A Systematic Review and International Web-Based Survey of Randomized Controlled Trials in the Perioperative and Critical Care Setting: Interventions Reducing Mortality

Chiara Sartini, Vladimir Lomivorotov, Marina Pieri, Juan Carlos Lopez-Delgado, Martina Baiardo Redaelli, Ludhmila Hajjar, Antonio Pisano, Valery Likhvantsev, Evgeny Fominskiy, Nikola Bradic, Luca Cabrini, Maxim Novikov, Daniele Avancini, Hynek Riha, Rosalba Lembo, Gordana Gazivoda, Gianluca Paternoster, Chengbin Wang, Simona Tamà, Gabriele AlvaroChew Yin Wang, Agostino Roasio, Laura Ruggeri, Chow-Yen Yong, Daniela Pasero, Luca Severi, Laura Pasin, Giuseppe Mancino, Paolo Mura, Mario Musu, Savino Spadaro, Massimiliano Conte, Rosetta Lobreglio, Simona Silvetti, Carmine Domenico Votta, Alessandro Belletti, Diana Di Fraja, Francesco Corradi, Claudia Brusasco, Emanuela Saporito, Alessandro D'Amico, Salvatore Sardo, Alessandro Ortalda, Claudio Riefolo, Monaco Fabrizio, Alberto Zangrillo, Rinaldo Bellomo, Giovanni Landoni

Research output: Contribution to journalArticleResearchpeer-review

3 Citations (Scopus)

Abstract

The authors aimed to identify interventions documented by randomized controlled trials (RCTs) that reduce mortality in adult critically ill and perioperative patients, followed by a survey of clinicians’ opinions and routine practices to understand the clinicians’ response to such evidence. The authors performed a comprehensive literature review to identify all topics reported to reduce mortality in perioperative and critical care settings according to at least 2 RCTs or to a multicenter RCT or to a single-center RCT plus guidelines. The authors generated position statements that were voted on online by physicians worldwide for agreement, use, and willingness to include in international guidelines. From 262 RCT manuscripts reporting mortality differences in the perioperative and critically ill settings, the authors selected 27 drugs, techniques, and strategies (66 RCTs, most frequently published by the New England Journal of Medicine [13 papers], Lancet [7], and Journal of the American Medical Association [5]) with an agreement ≥67% from over 250 physicians (46 countries). Noninvasive ventilation was the intervention supported by the largest number of RCTs (n = 13). The concordance between agreement and use (a positive answer both to “do you agree” and “do you use”) showed differences between Western and other countries and between anesthesiologists and intensive care unit physicians. The authors identified 27 clinical interventions with randomized evidence of survival benefit and strong clinician support in support of their potential life-saving properties in perioperative and critically ill patients with noninvasive ventilation having the highest level of support. However, clinician views appear affected by specialty and geographical location.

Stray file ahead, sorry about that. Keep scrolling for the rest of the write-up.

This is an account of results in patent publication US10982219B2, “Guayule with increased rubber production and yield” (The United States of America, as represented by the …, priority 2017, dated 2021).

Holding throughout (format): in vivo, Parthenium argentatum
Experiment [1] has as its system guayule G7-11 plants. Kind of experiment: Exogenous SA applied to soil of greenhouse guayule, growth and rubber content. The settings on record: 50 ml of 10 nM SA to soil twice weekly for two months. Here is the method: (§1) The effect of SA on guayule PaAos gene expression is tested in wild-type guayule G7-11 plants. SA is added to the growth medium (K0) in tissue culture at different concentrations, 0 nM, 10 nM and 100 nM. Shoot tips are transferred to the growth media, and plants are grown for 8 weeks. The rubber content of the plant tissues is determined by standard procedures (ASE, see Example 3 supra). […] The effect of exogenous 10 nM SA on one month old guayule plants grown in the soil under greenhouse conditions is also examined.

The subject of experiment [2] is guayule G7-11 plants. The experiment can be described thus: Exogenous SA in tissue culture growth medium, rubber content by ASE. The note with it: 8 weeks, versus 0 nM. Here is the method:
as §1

Original languageEnglish
Pages (from-to)1430-1439
Number of pages10
JournalJournal of Cardiothoracic and Vascular Anesthesia
Volume33
Issue number5
DOIs
Publication statusPublished - May 2019

Keywords

  • anesthesia
  • consensus conference
  • critically ill
  • democracy-based medicine
  • intensive care
  • mortality
  • perioperative
  • survival

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